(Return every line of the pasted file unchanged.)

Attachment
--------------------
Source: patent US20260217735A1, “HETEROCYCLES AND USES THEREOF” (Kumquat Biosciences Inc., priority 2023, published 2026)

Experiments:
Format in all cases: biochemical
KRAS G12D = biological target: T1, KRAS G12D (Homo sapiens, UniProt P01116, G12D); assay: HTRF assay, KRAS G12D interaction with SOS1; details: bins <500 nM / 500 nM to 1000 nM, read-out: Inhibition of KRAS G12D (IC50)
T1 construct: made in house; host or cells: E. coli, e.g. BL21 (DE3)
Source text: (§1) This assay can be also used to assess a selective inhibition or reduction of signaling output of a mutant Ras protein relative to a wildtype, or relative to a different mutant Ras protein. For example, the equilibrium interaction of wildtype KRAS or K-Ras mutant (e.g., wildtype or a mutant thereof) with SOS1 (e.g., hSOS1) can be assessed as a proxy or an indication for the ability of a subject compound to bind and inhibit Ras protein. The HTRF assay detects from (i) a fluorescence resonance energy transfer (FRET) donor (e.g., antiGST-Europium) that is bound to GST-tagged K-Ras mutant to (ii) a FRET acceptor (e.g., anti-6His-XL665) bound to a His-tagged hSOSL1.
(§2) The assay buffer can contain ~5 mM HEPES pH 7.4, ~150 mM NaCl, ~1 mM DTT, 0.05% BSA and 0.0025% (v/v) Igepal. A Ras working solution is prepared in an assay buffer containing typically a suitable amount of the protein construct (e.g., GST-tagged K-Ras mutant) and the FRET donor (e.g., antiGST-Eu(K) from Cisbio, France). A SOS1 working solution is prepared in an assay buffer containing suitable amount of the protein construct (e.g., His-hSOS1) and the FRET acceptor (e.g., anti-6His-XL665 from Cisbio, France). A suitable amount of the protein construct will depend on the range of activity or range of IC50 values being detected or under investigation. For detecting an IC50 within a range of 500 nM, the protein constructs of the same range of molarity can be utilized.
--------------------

Source: patent US20260217735A1, “HETEROCYCLES AND USES THEREOF” (Kumquat Biosciences Inc., priority 2023, published 2026)

Experiments:
Format in all cases: biochemical
KRAS G12D = biological target: T1, KRAS G12D (Homo sapiens, UniProt P01116, G12D); assay: HTRF assay, KRAS G12D interaction with SOS1; details: bins <500 nM / 500 nM to 1000 nM, read-out: Inhibition of KRAS G12D (IC50)
T1 construct: made in house; host or cells: E. coli, e.g. BL21 (DE3)
Source text: (§1) This assay can be also used to assess a selective inhibition or reduction of signaling output of a mutant Ras protein relative to a wildtype, or relative to a different mutant Ras protein. For example, the equilibrium interaction of wildtype KRAS or K-Ras mutant (e.g., wildtype or a mutant thereof) with SOS1 (e.g., hSOS1) can be assessed as a proxy or an indication for the ability of a subject compound to bind and inhibit Ras protein. The HTRF assay detects from (i) a fluorescence resonance energy transfer (FRET) donor (e.g., antiGST-Europium) that is bound to GST-tagged K-Ras mutant to (ii) a FRET acceptor (e.g., anti-6His-XL665) bound to a His-tagged hSOSL1.
(§2) The assay buffer can contain ~5 mM HEPES pH 7.4, ~150 mM NaCl, ~1 mM DTT, 0.05% BSA and 0.0025% (v/v) Igepal. A Ras working solution is prepared in an assay buffer containing typically a suitable amount of the protein construct (e.g., GST-tagged K-Ras mutant) and the FRET donor (e.g., antiGST-Eu(K) from Cisbio, France). A SOS1 working solution is prepared in an assay buffer containing suitable amount of the protein construct (e.g., His-hSOS1) and the FRET acceptor (e.g., anti-6His-XL665 from Cisbio, France). A suitable amount of the protein construct will depend on the range of activity or range of IC50 values being detected or under investigation. For detecting an IC50 within a range of 500 nM, the protein constructs of the same range of molarity can be utilized.